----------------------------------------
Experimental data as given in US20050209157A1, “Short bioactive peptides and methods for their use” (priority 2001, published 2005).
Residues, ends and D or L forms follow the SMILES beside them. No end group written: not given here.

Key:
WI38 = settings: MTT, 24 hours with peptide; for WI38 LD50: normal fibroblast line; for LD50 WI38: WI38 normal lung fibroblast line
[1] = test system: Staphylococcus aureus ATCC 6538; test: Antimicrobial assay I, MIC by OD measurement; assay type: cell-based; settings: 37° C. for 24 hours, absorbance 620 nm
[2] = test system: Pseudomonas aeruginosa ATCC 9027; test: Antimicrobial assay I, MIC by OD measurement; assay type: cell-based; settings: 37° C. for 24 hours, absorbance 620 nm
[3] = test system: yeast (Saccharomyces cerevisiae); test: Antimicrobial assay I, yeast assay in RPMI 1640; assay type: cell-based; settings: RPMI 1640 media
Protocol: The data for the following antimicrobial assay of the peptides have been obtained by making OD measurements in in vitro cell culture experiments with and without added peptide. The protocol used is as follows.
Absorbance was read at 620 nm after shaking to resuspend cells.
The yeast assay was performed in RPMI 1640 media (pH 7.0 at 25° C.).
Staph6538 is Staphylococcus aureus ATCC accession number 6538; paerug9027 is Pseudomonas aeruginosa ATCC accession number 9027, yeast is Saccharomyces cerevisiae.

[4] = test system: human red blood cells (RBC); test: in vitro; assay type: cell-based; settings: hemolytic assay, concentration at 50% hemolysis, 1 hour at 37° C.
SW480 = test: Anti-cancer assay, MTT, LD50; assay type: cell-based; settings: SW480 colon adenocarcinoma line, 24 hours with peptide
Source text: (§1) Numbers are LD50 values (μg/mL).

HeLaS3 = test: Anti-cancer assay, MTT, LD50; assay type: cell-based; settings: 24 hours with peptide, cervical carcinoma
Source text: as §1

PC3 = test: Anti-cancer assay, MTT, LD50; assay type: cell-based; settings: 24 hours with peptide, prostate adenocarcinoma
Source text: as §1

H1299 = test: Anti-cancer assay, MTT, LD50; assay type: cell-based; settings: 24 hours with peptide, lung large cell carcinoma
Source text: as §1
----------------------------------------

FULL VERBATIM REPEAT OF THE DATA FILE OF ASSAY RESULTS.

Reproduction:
Experimental data as given in US20050209157A1, “Short bioactive peptides and methods for their use” (priority 2001, published 2005).
Residues, ends and D or L forms follow the SMILES beside them. No end group written: not given here.

Key:
WI38 = settings: MTT, 24 hours with peptide; for WI38 LD50: normal fibroblast line; for LD50 WI38: WI38 normal lung fibroblast line
[1] = test system: Staphylococcus aureus ATCC 6538; test: Antimicrobial assay I, MIC by OD measurement; assay type: cell-based; settings: 37° C. for 24 hours, absorbance 620 nm
[2] = test system: Pseudomonas aeruginosa ATCC 9027; test: Antimicrobial assay I, MIC by OD measurement; assay type: cell-based; settings: 37° C. for 24 hours, absorbance 620 nm
[3] = test system: yeast (Saccharomyces cerevisiae); test: Antimicrobial assay I, yeast assay in RPMI 1640; assay type: cell-based; settings: RPMI 1640 media
Protocol: The data for the following antimicrobial assay of the peptides have been obtained by making OD measurements in in vitro cell culture experiments with and without added peptide. The protocol used is as follows.
Absorbance was read at 620 nm after shaking to resuspend cells.
The yeast assay was performed in RPMI 1640 media (pH 7.0 at 25° C.).
Staph6538 is Staphylococcus aureus ATCC accession number 6538; paerug9027 is Pseudomonas aeruginosa ATCC accession number 9027, yeast is Saccharomyces cerevisiae.

[4] = test system: human red blood cells (RBC); test: in vitro; assay type: cell-based; settings: hemolytic assay, concentration at 50% hemolysis, 1 hour at 37° C.
SW480 = test: Anti-cancer assay, MTT, LD50; assay type: cell-based; settings: SW480 colon adenocarcinoma line, 24 hours with peptide
Source text: (§1) Numbers are LD50 values (μg/mL).

HeLaS3 = test: Anti-cancer assay, MTT, LD50; assay type: cell-based; settings: 24 hours with peptide, cervical carcinoma
Source text: as §1

PC3 = test: Anti-cancer assay, MTT, LD50; assay type: cell-based; settings: 24 hours with peptide, prostate adenocarcinoma
Source text: as §1

H1299 = test: Anti-cancer assay, MTT, LD50; assay type: cell-based; settings: 24 hours with peptide, lung large cell carcinoma
Source text: as §1